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Hennekens CH, Hennekens AR, Hollar D, Casey DE. Schizophrenia and increased risks of cardiovascular disease. Am Heart J. 2005 Dec 1 ; 150(6):1115-21. Pubmed Abstract

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Primary Papers: Schizophrenia and increased risks of cardiovascular disease.

Comment by:  William Carpenter, SRF Advisor (Disclosure)
Submitted 19 December 2005
Posted 19 December 2005
  I recommend this paper

Schizophrenia may be bad for your metabolic health, and the associated behaviors such as diet, exercise, and smoking create very substantial risk. Proper medical care and prevention is generally not provided. Added to this burden is the fact that antipsychotic drugs may substantially increase risk for the metabolic syndrome. Not all antipsychotic drugs are similar in this regard, and prescribing patterns need to be extensively influenced by knowledge of differential adverse effects between drugs. It is not sufficent to monitor an obesity index since this is often neglected; hyperlipidemia may occur without weight gain, and reversing adverse effects is challenging.

View all comments by William CarpenterComment by:  Kiumars Lalezarzadeh
Submitted 27 December 2005
Posted 28 December 2005
  I recommend the Primary Papers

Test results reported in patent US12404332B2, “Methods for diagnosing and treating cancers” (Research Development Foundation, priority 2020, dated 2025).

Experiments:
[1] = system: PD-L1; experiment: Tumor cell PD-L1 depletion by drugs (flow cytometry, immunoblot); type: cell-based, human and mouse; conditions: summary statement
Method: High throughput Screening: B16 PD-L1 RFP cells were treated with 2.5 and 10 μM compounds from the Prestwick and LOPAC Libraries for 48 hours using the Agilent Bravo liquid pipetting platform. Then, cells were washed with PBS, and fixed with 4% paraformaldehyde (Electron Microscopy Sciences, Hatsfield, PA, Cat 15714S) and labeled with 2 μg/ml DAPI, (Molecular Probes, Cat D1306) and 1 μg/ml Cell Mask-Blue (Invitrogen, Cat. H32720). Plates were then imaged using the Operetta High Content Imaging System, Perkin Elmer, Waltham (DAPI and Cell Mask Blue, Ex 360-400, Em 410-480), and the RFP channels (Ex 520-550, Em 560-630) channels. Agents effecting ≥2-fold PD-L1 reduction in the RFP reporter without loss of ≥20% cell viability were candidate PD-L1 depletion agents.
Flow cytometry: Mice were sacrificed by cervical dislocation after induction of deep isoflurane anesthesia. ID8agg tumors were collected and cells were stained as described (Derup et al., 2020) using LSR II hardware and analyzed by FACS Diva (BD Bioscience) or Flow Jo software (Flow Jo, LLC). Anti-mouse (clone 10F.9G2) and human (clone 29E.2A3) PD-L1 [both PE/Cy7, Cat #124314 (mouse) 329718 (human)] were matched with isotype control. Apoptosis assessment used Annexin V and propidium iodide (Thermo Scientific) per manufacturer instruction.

The relation between fatty acid and dopamine needs basic consideration. Two-week-old pups of mother rats fed n-3 polyunsaturated fatty acid-deficient diets (3 weeks before and 2 weeks after birth) showed an increase of D2 (and D1) receptors in the mesolimbic-mesocortical pathways of mothers and many brain areas of the pups (Kuperstein et al., 2005). The depressing effects of increased cholesterol level may be seen in reverse.

The effects of different antipsychotics on the immune system and fungal pathogens need consideration also. Antipsychotics reduce calcineurin protein levels and elevate phosphatase activity of calcineurin in striatum and prefrontal cortex (Rushlow et al., 2005). Calcineurin increases fungal pathogens and its inhibition is related to immune suppression (Cruz et al., 2001). Antipsychotics need further study in relation to calcineurin, immune suppression, and fatty acids.

References:
Kuperstein F, Yakubov E, Dinerman P, Gil S, Eylam R, Salem N Jr, Yavin E. Overexpression of dopamine receptor genes and their products in the postnatal rat brain following maternal n-3 fatty acid dietary deficiency. J Neurochem. 2005 Dec;95(6):1550-62. Epub 2005 Nov 23. Abstract Rushlow WJ, Seah YH, Belliveau DJ, Rajakumar N. Changes in calcineurin expression induced in the rat brain by the administration of antipsychotics. J Neurochem. 2005 Aug;94(3):587-96. Abstract Cruz MC, Fox DS, Heitman J. Calcineurin is required for hyphal elongation during mating and haploid fruiting in Cryptococcus neoformans. EMBO J. 2001 Mar 1;20(5):1020-32. Abstract

View all comments by Kiumars LalezarzadehComment by:  Robert Peers
Submitted 30 December 2005
Posted 31 December 2005